<p>Fantastic! Have you considered (and I have no idea if this would work) using red and yellow markers to lightly color the ends of a few stars? As the night sky is not really made up of just 'white' star light. Again... well done and a great Instructable!</p>
<p>I have read of other people doing this - I might give it a try! thanks!</p>
<p>Any cheaper option on the fiber optics?</p>
<p>Yes. Wait until Christmas and buy fiber optic trees from Walmart. These sell for $5 to $15 and have a lot of it in them. I have been using them in a few projects and you can bundle them up and use a heat shrink tube to join them together, add a light source and there you go. You do have to put out a little work by unwrapping the &quot;leaves&quot;, but you can't beat the price. One tree has a bunch of fiber in it. </p>
<p>I meant to say AFTER Christmas. I made some cool looking &quot;Magic Wands&quot; by stuffing different length fibers in a thin plastic tube and putting different color blinking LEDs in the handle. Little spots of light up and down the tube looked neat and when you jiggled it they moved a little adding to the effect. </p>
<p>The only 'cheaper' option is to do a glow in the dark paint and paint a starfield pattern, then charge with a UV light. There are actually professionals that do these ceiling murals, but they're very expensive. Here is an example from Amazon but i've also bought one for a friend before from the local planetarium. Good luck!</p><p>http://www.amazon.com/Glow-Dark-Star-Ceiling-Painting/dp/B00HZ3YP6U</p>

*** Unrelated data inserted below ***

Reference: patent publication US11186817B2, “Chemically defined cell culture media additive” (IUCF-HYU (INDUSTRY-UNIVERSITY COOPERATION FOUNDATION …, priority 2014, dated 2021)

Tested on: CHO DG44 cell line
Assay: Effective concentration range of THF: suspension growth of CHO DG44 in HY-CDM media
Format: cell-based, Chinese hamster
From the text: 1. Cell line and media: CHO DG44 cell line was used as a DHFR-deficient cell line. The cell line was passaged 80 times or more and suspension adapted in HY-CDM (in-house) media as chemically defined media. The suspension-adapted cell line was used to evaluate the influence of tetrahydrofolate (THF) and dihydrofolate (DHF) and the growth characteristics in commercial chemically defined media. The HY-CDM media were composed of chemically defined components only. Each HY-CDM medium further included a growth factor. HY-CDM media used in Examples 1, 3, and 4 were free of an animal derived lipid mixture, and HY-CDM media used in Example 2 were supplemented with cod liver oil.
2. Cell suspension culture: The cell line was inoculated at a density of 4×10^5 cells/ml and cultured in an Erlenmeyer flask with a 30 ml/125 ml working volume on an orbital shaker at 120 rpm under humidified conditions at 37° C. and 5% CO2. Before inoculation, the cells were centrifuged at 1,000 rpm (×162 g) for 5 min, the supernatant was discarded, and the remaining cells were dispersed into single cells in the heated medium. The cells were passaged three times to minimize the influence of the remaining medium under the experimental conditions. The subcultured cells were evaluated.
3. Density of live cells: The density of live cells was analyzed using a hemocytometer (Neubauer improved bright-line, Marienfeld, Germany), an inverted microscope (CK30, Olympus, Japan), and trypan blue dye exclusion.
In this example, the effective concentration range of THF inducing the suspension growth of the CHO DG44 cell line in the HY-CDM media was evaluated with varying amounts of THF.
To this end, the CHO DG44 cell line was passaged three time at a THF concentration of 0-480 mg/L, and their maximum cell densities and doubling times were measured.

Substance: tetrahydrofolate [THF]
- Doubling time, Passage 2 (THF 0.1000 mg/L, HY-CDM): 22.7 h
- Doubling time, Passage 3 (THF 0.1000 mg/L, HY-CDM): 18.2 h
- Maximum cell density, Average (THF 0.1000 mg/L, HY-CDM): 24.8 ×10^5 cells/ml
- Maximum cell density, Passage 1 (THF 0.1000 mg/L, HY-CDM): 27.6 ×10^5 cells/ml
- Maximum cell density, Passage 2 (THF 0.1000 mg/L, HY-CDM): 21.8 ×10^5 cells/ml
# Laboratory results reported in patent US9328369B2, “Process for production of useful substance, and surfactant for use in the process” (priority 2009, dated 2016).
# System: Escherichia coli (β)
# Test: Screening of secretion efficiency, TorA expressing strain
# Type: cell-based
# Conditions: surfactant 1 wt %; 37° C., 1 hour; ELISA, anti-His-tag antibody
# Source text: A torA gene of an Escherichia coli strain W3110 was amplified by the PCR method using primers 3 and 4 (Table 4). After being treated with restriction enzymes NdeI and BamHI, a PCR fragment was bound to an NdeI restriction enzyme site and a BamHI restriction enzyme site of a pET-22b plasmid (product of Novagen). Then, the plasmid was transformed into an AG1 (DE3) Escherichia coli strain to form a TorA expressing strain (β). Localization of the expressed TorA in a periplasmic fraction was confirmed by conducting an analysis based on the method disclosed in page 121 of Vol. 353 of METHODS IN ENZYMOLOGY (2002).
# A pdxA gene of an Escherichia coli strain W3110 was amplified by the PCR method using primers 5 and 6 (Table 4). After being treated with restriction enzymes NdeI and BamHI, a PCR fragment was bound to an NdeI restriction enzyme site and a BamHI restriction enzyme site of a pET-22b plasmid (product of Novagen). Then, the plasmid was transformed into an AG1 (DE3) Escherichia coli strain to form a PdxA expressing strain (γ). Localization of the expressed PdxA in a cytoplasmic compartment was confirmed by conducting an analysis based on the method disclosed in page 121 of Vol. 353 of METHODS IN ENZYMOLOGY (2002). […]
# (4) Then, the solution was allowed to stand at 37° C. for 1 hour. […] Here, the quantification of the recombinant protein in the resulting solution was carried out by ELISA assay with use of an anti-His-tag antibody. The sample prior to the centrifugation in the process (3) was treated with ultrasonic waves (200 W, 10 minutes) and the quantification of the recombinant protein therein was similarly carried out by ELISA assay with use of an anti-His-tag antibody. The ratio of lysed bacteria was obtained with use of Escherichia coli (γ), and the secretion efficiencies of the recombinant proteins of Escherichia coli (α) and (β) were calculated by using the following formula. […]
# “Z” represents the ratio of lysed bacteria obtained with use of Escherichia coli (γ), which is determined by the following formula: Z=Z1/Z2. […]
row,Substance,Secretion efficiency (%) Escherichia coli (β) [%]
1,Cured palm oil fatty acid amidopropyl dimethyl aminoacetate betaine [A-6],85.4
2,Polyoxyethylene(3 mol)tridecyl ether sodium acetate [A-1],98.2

<p>It's possible - you may look for a place to order the fiber optics on a reel. Then just pull the reel &amp; cut to the length you need. You'll have to build your own illuminator, but really any light source will work. Good luck!</p>
<p>gorgeous!! I absolutely love it!</p>
<p>Baddass buddy! Hope to do this one day :)</p>
<p>I've tried the glow-in-the-dark stickers for summer constellations on a ceiling, but twinkling lights would be even better!</p>
<p>This is a great instructional! I have been wanting to do something like this! The only thing that worries me is that although you treated the felt, the Styrofoam is EXTREMELY flammable! I'm wondering if using fiberglass ceiling tiles would be better? I know they are itchy but they don't burn. Just a suggestion.</p>

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Bio: By day I'm the lead developer of Starfish ETL and I perform CRM data integrations. By night I enjoy building things - robotics, my home ... More »